chasing chickens

Yesterday morning we vaccinated nearly 800 chickens.  And I learned something interesting:

No matter how athletic, agile, or elegant one may normally be, it is impossible to appear graceful while chasing a chicken. 

Yep, there were guys out there who have chased chickens every day for 40 years, but they still looked like first-timers to me.  Sure, they got themselves into position a little better.  And they did manage to look more natural while actually HOLDING the chickens (once they finally caught them).  But, wow, they looked incredibly silly during the actual chase scenes!

There were young guys who, if they lived in the United States, would surely be the star athletes at their schools — tall, fit, and fast.  But when pursuing poultry, they looked exactly like 7th grade me (albeit darker-skinned):  They tripped over their own legs, their arm movements were reckless and jerky, and they usually did not walk away from the situation, chick in hand.  [I wonder if they were also picked last for flag football every single day at P.E., like yours truly.*]

You see, it doesn’t matter for how many years you’ve kept chickens or in how many seconds you completed your middle school shuttle run, you are going to look a little awkward — and most likely downright clumsy — when attempting to run down a scrambling hen.**

Chasing chickens is, after all, the great equalizer.  They don’t call it that for nothing, you know.


* Not joking.

** Though I do believe a really good shortstop has a slightly better chance of appearing nimble and fluid while scooping up a hen.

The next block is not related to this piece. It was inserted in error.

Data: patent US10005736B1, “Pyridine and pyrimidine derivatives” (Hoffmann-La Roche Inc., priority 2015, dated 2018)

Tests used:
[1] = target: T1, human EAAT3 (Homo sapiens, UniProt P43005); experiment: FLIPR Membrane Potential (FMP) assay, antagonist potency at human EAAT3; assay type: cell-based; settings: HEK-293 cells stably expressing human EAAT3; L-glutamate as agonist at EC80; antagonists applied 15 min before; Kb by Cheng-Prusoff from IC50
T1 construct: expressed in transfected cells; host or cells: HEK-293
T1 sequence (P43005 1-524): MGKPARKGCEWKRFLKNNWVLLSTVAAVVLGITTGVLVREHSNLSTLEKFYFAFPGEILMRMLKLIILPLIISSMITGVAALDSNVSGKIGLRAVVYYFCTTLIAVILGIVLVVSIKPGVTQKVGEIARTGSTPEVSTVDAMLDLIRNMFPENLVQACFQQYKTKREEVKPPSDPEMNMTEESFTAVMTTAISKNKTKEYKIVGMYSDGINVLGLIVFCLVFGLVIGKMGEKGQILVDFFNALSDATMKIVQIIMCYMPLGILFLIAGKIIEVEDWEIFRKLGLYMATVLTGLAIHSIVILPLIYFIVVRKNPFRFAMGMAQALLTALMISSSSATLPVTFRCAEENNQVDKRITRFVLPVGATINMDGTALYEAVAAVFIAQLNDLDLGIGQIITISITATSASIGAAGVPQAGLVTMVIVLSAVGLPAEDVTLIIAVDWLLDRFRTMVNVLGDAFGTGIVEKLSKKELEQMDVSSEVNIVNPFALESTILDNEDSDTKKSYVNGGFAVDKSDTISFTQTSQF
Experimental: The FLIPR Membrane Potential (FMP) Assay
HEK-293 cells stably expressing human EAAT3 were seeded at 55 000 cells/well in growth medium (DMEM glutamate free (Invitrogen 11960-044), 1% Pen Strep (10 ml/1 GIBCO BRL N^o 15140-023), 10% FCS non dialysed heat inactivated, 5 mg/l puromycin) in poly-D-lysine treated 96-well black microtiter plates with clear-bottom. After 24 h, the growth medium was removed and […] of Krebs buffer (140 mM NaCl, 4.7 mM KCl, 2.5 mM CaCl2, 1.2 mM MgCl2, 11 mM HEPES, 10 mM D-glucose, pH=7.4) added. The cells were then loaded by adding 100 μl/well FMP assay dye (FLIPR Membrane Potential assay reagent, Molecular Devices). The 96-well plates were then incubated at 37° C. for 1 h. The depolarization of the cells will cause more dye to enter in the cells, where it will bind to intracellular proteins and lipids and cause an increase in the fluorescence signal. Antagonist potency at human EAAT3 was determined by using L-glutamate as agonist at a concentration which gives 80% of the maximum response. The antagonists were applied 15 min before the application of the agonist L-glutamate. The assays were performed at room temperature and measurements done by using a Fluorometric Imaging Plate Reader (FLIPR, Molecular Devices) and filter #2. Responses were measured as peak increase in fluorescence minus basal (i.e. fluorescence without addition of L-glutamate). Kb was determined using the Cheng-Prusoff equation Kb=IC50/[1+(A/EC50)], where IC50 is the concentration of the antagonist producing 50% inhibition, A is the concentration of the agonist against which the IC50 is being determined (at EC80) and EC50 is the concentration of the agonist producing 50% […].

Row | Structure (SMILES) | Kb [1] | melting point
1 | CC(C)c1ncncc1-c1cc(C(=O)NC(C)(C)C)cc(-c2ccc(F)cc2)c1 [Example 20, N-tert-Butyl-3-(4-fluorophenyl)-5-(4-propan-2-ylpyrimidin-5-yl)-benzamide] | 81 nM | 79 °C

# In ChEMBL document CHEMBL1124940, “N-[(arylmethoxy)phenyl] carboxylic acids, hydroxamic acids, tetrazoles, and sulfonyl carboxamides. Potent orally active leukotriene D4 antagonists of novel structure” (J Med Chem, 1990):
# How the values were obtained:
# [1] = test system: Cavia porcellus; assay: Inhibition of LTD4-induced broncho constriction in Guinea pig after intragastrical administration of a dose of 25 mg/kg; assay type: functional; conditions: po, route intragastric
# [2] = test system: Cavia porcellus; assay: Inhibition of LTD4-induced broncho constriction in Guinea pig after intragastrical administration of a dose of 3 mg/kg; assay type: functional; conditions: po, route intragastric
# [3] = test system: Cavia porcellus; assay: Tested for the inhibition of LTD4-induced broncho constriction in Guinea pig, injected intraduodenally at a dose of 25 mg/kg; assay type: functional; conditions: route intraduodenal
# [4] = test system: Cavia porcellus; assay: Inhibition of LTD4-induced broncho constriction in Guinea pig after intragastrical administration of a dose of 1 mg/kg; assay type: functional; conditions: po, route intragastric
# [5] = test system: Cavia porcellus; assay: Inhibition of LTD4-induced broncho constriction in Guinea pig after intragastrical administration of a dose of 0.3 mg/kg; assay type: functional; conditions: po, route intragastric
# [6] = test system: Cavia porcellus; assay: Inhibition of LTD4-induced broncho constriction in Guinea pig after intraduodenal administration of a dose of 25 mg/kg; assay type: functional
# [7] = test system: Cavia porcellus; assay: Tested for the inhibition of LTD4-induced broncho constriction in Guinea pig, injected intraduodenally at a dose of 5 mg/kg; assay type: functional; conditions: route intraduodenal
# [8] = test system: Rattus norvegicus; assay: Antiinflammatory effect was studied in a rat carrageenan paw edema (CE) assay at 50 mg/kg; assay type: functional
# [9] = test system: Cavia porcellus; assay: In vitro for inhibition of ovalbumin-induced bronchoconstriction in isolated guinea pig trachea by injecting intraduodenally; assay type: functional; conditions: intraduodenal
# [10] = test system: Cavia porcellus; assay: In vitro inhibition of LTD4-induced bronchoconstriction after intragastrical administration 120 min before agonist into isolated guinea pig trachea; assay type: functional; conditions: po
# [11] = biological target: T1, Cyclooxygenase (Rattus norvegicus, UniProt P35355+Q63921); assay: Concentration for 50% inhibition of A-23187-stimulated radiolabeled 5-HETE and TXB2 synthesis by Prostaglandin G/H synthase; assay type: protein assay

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10 Comments

Filed under agriculture, slightly humorous or amusing?

10 responses to “chasing chickens

  1. randy morgan

    video! we demand video!!

  2. On a completely unrelated note: remember Meg the intern? She’s in process to come back as a missionary. She’ll be at orientation with Daphne in June.

    The other day, Meg says she dreamt “I was having a knife fight with a missionary in Africa. We had to fight to the death, and the rules were that if I won I could go to Africa as a missionary.”

    The missionary in the dream, apparently, was Brett Harrison. Watch out!

    • uhm… i don’t really know what to say. i hope this dream doesn’t mean anything. is meg moving to mwanza or bukoba? or neither?

      when and where is their orientation in june? and when exactly do you come back?

      • Meg the intern

        Well, that was awkward. I promise I have no intentions of harming you or anyone related to you… or anyone at all, really.

        I read back issues of your blog for a few hours during a stressful finals week and then fell asleep in the sauna that passes for my house. That’s all the dream meant.

        I don’t know where I’ll be moving yet. Mwanza, possibly.

  3. We have chickens at the house and they tend to get out every now and then and I must agree they are very difficult to catch. I often get crack up watching us scramble after them…

    • are you guys’ chickens for laying or eating? here in tanzania, nearly everyone raises chickens that we’d simply call “local chickens.” they’re not all that great for meat, and they’re not all that great for eggs, but they’re used for both. they’re also used as kind of checking account or small trading currency. about 10 good-sized, healthy chickens will get you a goat. and around 5 goats will get you a cow. cows are the goal, and are used more as savings accounts and inheritance for children, etc.

  4. Daniel

    What are ya’ll vaccinating for? I’ll send AnnElise over to help catch the chickens; she has no problem with ours.

  5. we’re vaccinating for newcastle’s disease. estimates are that it kills around 40% of all chickens in tanzania. that’s not “responsible for 40% of all chicken deaths.” rather, it is 4 out of 10 living chickens die from newcastle’s.

    we’d be happy to have annelise. we have an extra female intern spot if she wants it. when are you guys going to come and visit?

  6. Pingback: june-november work report | aliens and strangers

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